Finally, a big part of the Learn To Play ticket is the the app. This is free to download (Android and iOS) though comes with that dreaded moniker of 'Contains In App Purchases'. In fact, on downloading it to my phone it immediately launched into the whole 'Do you want to try this free for a few days!!!' thing, whilst pointing out in small print that full access will start costing you if you don't cancel. And it then reminds me of that EVERY TIME I start the app with a countdown timer for 24 hours where I can get it for a lower price of £2.50 a month (charged yearly in single charge of £30!). Otherwise it's £4.99 a month. Whilst I don't think it's unreasonable to charge for more content I despise this pushy way of going about it. Something about apps that go with the 'if they have this free for a week, they will forget to cancel and then automatically get charged for the year, and maybe even forget in 12 months time and get charged again' get right up my nose.  I know it's commonplace, but it's not a concept I like and, personally, I always ignore such apps that do it. I also don't think that method is right to push on kids who may well be going for this model in order to 'learn' and end up putting charges on their parents accounts (or pestering them to).  Anyway, gripe over.. the app contains a uke tuner (which you don't have to pay for) and a bunch of songs that play along with chord finger placements appearing on the screen as you go. It's all nicely presented and there seems to be a very good range of songs and styles (though you only get 32 of them unless you pay the annual charge to get over a thousand more). I guess you could avoid the payment plan and just use it for the tuner... but then they give you a clip on tuner already, so i'm not sure of the point of that element. Anyway, this review is not about an app, it's about a uke.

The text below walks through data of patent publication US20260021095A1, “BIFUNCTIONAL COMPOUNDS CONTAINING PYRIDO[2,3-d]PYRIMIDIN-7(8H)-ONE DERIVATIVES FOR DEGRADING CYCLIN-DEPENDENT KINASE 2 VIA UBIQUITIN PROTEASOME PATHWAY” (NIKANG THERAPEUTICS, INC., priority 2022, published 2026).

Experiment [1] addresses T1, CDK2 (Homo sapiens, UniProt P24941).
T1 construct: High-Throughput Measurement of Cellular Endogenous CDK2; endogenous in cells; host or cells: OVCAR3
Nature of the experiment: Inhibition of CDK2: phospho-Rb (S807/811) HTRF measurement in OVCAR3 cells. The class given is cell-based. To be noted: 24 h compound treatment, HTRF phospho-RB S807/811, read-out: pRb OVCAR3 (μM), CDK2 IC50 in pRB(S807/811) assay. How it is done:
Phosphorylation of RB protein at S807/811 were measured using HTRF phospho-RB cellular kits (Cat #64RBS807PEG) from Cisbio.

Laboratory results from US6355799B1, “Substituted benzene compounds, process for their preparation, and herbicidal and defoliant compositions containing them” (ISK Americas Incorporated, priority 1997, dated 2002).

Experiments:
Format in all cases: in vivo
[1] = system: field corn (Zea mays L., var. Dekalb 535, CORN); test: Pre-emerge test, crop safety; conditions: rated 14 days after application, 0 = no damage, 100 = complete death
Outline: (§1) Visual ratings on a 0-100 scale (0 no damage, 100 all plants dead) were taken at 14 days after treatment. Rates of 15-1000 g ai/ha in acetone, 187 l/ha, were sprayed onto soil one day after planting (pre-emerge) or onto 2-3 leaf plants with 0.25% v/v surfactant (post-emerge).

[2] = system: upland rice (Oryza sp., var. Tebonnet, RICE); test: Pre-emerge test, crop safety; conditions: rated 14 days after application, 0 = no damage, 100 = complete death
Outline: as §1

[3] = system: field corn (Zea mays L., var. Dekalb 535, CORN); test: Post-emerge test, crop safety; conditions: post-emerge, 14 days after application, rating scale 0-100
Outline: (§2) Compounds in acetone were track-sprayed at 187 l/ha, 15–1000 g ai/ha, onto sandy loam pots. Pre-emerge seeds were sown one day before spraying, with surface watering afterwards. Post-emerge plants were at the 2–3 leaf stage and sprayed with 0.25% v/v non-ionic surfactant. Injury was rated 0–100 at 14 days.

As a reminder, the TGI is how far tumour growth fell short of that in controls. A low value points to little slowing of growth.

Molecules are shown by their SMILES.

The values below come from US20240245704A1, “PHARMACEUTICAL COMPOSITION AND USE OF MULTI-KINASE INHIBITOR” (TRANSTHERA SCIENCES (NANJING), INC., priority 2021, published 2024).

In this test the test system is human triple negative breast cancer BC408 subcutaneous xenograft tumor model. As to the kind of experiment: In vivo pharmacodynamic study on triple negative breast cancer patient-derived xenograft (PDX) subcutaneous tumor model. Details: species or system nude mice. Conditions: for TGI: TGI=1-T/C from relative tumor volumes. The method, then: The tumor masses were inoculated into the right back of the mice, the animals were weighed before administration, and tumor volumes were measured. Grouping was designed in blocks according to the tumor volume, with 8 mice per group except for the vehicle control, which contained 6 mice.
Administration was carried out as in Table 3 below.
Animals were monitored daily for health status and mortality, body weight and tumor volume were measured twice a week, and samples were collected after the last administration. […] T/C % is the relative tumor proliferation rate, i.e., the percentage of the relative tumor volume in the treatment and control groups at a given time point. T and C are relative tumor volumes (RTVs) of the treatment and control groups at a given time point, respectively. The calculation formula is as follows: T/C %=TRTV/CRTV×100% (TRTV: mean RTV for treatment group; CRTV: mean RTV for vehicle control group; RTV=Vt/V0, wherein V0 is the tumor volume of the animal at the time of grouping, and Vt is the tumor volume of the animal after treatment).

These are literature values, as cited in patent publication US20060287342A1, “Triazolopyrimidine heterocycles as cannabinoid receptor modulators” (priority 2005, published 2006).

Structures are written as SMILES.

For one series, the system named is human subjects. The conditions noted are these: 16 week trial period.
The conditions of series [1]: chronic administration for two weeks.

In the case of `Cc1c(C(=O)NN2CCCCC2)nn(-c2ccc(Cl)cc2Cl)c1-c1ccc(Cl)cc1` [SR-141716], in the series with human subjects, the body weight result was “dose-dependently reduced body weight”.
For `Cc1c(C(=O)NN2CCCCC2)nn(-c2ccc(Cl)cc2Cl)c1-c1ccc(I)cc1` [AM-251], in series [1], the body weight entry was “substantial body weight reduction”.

All in all it's hard to knock a brand that are going with a 'Learn To Play' concept for new players, and it's nice to see an established brand like Kala do so. The extras here do make it a bit better value than their stock entry level sopranos, so if that was your starting point this is the better choice.  I do find the product line up a bit confusing though and really don't like the pushy nature of the app. Behind all that is a ukulele that doesn't set the world alight and feels a bit long in the tooth when you see things like the nut width. It's hardly a terrible instrument though, just one in a very crowded price point where I think you can easily find something better, possibly for less. I wouldn't urge you not to buy this, but I'd suggest you do see what else is about too. There's a lot of choice out there these days.